Why Evil Dead Rise Took The Franchise Out Of The Woods And Into The City [Exclusive]

The "Evil Dead" franchise consists of four films and a television show so far, and yet the series feels like it's hesitant to leave the confines of a cabin in the woods. The upcoming fifth movie in the franchise, "Evil Dead Rise," is breaking that pattern and visiting the city of Los Angeles, substituting its usual cabin setting with an apartment building. /Film's Ryan Scott spoke with director and writer Lee Cronin to discuss the change and how it could add a fresh breath of decayed air to the "Evil Dead" universe.

After two films set in the same location, Sam Raimi's "Army of Darkness" introduced a radical shift when it took Ash Williams to medieval Britain. However, the fantastical and even more overtly comedic tone downgraded the gory violence and shock value that drew people to the first two entries, and the "Evil Dead" remake brought the series back to its cabin roots. The television show "Ash vs Evil Dead" had the titular protagonist bumbling his way through his trailer park, a small town, and even a sperm bank, but the series still uses the original cabin as a pivotal location. The challenge of "Evil Dead Rise" is to prove how the new, urban setting can still work as an "Evil Dead" film, even without the presence of Ash.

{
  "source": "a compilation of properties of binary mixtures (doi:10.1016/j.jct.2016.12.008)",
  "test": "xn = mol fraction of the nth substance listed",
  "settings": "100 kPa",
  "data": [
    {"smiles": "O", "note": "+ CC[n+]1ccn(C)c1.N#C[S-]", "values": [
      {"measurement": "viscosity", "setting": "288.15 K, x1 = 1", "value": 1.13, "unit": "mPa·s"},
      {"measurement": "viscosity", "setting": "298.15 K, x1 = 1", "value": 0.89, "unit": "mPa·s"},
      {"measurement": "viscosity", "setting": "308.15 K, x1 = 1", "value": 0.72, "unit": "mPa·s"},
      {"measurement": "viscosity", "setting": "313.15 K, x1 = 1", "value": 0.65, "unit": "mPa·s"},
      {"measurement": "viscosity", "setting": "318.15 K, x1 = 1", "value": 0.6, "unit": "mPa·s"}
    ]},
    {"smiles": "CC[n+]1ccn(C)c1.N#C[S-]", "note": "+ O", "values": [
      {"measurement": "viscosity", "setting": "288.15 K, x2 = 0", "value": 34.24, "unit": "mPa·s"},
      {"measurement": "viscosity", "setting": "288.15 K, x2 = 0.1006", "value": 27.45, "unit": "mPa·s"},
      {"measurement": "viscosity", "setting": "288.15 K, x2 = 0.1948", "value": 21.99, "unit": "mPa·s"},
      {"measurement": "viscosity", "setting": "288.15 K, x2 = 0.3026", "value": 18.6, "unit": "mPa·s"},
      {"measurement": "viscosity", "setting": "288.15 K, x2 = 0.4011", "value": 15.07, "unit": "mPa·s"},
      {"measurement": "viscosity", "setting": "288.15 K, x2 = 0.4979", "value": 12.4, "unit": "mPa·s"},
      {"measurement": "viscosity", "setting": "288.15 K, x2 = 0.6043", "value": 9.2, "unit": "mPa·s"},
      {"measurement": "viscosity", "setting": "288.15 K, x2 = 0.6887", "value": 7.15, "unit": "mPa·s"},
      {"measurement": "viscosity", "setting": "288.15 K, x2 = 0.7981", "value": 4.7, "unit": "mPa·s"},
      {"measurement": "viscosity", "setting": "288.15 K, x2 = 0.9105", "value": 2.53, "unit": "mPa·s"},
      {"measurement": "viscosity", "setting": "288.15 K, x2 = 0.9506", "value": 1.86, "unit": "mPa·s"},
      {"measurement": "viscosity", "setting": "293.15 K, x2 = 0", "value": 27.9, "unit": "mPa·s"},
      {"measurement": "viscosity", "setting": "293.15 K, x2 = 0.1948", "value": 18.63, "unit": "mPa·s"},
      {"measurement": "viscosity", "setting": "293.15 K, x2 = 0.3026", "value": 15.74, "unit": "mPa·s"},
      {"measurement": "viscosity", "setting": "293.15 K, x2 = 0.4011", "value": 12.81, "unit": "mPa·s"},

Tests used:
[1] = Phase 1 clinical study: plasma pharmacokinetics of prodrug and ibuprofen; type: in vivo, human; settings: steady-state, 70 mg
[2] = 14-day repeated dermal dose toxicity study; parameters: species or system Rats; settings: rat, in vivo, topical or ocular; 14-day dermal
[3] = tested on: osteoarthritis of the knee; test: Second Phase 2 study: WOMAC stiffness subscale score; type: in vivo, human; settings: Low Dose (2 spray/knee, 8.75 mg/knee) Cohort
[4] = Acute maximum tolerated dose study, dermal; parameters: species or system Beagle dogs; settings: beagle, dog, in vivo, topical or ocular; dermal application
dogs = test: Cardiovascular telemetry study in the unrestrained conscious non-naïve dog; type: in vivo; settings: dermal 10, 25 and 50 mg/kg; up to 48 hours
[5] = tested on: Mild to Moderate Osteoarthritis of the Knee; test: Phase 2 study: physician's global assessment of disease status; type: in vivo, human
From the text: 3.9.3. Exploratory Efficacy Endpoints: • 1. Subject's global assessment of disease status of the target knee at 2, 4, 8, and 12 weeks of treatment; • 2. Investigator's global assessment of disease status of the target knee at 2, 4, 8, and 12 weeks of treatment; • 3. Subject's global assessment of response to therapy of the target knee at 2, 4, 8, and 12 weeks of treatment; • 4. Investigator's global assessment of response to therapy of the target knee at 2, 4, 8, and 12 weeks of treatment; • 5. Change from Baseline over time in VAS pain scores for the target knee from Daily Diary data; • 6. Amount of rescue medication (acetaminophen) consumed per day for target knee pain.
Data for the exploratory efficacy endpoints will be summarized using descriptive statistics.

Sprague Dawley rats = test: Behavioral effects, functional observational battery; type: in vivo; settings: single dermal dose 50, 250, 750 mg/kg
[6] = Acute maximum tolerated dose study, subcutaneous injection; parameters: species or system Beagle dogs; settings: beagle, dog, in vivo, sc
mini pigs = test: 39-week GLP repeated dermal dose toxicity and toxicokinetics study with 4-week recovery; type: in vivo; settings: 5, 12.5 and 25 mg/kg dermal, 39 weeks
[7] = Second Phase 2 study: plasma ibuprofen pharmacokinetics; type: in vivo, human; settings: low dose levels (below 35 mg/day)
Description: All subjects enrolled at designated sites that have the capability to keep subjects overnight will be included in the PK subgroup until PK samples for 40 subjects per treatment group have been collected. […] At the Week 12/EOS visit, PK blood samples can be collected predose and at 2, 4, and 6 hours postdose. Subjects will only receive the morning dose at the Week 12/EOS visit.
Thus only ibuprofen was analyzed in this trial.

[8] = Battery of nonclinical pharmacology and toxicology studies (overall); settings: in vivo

Demons in the City of Angels

Cronin explained his decision to move "Evil Dead" to L.A. in order to avoid repeating the same story once again:

"I kind of knew instinctively that if I came back with a cabin in the woods take, it was just going to be more of the same. It was going to be like, 'How do we mash this up? How do we double down on what's already been doubled down on?' So instinctively I felt like I needed to take it to an urban context ... I felt the city, the urban jungle, was the polar opposite to what we've seen before. So if you're going to make a change, you really got to make a change, in a way."

Producer Rob Tapert, who has guided the series ever since the first film, reminded Cronin to not "lose sight that 'Evil Dead' is about a group of four or five people that get trapped and get chopped up," an element that the filmmaker said is "important to be true to the DNA of what an 'Evil Dead' story is." Just because the Deadites are invading the city doesn't mean that they're turning into generic zombies. The sadistic creatures lay at the black heart of "Evil Dead Rise," their mean-spirited natures and over-the-top violent tendencies making them "way more sinister with way more personality" than your standard horde of undead. Hopefully, these demons can bring a little mayhem to the City of Angels.